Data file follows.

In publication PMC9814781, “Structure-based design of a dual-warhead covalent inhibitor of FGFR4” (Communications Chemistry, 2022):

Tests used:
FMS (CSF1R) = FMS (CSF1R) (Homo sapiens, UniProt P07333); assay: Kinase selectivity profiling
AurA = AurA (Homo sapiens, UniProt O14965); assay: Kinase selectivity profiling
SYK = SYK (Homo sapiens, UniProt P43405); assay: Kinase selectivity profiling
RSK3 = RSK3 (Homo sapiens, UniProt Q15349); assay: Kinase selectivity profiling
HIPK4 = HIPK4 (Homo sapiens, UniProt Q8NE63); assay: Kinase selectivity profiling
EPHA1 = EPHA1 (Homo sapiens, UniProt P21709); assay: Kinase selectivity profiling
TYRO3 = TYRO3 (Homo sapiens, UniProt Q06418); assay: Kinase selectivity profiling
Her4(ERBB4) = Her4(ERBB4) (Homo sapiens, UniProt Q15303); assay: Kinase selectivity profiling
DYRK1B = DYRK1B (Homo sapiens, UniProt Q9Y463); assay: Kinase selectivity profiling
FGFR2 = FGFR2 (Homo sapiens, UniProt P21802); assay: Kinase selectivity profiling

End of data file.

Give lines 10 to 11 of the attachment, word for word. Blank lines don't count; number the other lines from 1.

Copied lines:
Her4(ERBB4) = Her4(ERBB4) (Homo sapiens, UniProt Q15303); assay: Kinase selectivity profiling
DYRK1B = DYRK1B (Homo sapiens, UniProt Q9Y463); assay: Kinase selectivity profiling